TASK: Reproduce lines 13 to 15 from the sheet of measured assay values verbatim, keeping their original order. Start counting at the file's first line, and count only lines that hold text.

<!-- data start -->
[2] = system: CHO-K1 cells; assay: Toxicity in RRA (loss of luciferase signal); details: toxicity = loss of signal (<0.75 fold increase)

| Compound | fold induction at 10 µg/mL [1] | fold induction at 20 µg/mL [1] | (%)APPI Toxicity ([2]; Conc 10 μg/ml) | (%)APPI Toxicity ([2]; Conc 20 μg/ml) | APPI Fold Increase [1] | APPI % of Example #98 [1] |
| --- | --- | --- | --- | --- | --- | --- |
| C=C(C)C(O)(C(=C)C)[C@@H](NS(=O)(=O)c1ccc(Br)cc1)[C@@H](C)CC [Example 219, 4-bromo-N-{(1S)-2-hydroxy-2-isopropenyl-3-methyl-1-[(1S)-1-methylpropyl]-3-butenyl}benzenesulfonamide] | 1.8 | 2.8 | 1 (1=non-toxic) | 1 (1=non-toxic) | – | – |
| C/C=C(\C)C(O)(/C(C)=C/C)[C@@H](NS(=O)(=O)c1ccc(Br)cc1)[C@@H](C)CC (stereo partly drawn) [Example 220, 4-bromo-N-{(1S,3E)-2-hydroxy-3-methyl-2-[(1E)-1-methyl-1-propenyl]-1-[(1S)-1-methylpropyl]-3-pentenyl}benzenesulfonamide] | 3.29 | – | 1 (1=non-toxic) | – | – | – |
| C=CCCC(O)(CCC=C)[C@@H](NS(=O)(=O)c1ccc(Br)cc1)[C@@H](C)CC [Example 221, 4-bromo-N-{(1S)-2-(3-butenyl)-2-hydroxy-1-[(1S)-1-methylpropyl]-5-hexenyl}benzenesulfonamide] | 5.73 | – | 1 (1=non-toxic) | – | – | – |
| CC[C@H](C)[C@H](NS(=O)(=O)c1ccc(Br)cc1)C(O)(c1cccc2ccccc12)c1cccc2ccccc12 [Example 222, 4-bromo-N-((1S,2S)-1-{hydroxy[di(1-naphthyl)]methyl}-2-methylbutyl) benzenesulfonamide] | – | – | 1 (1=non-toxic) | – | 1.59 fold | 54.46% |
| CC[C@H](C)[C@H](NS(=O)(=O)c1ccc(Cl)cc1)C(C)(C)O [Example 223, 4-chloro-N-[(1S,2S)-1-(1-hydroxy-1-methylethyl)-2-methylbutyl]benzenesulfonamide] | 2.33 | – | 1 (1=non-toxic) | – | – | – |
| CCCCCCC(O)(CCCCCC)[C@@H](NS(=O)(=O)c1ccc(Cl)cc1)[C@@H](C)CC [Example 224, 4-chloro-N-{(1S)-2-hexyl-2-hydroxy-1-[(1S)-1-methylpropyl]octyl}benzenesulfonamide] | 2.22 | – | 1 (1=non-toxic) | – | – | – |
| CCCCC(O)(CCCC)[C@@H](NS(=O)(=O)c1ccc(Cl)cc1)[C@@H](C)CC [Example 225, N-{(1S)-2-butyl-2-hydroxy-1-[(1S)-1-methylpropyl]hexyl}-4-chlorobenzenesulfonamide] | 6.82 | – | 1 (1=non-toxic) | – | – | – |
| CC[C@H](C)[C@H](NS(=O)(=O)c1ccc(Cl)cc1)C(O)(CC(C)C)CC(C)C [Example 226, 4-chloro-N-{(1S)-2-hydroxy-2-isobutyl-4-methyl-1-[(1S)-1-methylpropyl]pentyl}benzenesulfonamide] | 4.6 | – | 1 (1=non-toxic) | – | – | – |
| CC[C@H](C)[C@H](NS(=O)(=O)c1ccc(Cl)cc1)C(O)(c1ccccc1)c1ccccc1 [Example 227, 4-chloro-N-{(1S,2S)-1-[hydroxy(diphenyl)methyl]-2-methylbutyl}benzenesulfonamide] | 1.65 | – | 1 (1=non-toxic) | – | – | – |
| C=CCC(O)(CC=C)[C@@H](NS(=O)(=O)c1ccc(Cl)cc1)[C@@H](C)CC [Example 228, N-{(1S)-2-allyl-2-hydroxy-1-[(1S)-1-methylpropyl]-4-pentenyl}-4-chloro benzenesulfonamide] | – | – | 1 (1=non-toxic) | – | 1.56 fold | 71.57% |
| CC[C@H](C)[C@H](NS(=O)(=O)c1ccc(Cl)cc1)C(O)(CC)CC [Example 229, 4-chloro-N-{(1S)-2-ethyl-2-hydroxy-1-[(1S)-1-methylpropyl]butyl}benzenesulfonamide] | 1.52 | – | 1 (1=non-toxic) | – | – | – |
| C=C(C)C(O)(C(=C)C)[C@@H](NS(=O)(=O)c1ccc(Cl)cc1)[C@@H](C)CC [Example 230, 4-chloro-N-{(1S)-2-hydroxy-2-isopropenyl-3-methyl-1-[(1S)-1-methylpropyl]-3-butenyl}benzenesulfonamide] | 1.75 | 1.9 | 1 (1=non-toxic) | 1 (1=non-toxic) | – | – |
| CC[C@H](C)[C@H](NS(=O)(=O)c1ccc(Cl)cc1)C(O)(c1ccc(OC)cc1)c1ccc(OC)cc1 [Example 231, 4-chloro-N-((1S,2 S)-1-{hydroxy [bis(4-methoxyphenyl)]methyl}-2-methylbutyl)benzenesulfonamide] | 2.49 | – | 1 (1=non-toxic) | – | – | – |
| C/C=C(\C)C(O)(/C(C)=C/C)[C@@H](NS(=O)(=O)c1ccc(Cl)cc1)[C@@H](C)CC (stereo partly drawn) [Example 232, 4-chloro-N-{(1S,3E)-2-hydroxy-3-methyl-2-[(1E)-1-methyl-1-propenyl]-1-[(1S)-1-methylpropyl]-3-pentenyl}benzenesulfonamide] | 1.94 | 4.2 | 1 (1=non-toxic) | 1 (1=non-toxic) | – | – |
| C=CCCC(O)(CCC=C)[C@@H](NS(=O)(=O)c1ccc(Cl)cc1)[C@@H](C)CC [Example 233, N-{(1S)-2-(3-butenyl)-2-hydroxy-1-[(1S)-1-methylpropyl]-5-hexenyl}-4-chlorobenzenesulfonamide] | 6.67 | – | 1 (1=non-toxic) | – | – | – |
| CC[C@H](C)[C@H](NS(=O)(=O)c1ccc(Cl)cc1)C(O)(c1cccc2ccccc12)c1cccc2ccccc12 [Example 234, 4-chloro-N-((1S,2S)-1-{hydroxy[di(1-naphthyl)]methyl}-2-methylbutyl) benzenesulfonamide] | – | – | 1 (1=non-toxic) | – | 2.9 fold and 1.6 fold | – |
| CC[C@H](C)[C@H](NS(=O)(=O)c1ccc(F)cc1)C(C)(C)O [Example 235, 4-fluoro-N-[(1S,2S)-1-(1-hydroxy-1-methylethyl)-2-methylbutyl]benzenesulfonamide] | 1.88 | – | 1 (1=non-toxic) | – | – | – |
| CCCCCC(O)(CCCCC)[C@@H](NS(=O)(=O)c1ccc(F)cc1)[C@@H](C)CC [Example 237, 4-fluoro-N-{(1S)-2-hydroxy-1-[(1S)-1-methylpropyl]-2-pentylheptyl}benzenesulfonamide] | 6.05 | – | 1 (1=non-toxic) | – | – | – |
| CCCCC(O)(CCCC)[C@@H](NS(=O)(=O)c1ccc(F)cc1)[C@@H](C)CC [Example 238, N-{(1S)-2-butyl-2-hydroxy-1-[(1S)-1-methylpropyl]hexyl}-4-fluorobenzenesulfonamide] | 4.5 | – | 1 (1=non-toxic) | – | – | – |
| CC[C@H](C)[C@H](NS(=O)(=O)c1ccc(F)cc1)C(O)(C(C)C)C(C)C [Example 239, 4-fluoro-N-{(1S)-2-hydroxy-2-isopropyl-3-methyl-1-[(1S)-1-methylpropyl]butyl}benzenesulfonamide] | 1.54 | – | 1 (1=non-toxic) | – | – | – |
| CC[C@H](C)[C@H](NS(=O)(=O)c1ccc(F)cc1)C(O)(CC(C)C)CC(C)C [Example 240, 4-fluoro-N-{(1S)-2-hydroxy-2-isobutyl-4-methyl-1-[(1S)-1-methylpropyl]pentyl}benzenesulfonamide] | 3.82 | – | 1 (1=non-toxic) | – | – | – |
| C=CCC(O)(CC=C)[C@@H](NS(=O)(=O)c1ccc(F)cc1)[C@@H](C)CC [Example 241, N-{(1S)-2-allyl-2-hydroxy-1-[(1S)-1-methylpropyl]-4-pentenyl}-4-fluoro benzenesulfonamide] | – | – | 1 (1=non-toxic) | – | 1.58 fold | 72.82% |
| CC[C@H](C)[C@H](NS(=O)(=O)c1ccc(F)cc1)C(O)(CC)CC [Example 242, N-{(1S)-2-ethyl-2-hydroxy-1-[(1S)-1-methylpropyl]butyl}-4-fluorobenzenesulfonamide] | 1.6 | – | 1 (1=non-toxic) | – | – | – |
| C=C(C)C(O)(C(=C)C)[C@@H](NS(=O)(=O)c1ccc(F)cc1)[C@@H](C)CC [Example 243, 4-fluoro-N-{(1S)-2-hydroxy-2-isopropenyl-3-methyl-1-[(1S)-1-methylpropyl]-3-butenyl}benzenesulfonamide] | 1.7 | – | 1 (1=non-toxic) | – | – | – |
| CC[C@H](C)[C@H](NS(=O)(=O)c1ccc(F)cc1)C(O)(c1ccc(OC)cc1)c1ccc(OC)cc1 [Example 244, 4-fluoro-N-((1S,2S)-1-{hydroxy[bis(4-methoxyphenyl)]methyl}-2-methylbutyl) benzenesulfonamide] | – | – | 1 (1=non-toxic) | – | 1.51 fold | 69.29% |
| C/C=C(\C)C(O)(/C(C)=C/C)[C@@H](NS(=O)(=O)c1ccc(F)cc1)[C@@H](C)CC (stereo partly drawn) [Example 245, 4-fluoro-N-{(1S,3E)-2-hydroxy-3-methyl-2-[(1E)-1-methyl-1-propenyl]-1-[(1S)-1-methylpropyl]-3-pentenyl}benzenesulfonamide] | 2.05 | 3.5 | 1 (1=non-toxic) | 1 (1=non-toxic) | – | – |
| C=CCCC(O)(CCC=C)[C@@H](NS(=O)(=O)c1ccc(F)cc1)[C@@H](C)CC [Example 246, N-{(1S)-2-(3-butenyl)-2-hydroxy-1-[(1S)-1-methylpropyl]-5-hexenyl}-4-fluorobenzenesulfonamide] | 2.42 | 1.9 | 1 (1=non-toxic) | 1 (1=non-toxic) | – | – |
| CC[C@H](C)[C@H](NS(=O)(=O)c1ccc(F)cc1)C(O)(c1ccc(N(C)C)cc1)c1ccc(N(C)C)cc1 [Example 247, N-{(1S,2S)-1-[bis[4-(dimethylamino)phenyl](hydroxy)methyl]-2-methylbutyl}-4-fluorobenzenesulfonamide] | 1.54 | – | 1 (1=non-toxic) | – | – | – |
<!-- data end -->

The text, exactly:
| C=CCC(O)(CC=C)[C@@H](NS(=O)(=O)c1ccc(Cl)cc1)[C@@H](C)CC [Example 228, N-{(1S)-2-allyl-2-hydroxy-1-[(1S)-1-methylpropyl]-4-pentenyl}-4-chloro benzenesulfonamide] | – | – | 1 (1=non-toxic) | – | 1.56 fold | 71.57% |
| CC[C@H](C)[C@H](NS(=O)(=O)c1ccc(Cl)cc1)C(O)(CC)CC [Example 229, 4-chloro-N-{(1S)-2-ethyl-2-hydroxy-1-[(1S)-1-methylpropyl]butyl}benzenesulfonamide] | 1.52 | – | 1 (1=non-toxic) | – | – | – |
| C=C(C)C(O)(C(=C)C)[C@@H](NS(=O)(=O)c1ccc(Cl)cc1)[C@@H](C)CC [Example 230, 4-chloro-N-{(1S)-2-hydroxy-2-isopropenyl-3-methyl-1-[(1S)-1-methylpropyl]-3-butenyl}benzenesulfonamide] | 1.75 | 1.9 | 1 (1=non-toxic) | 1 (1=non-toxic) | – | – |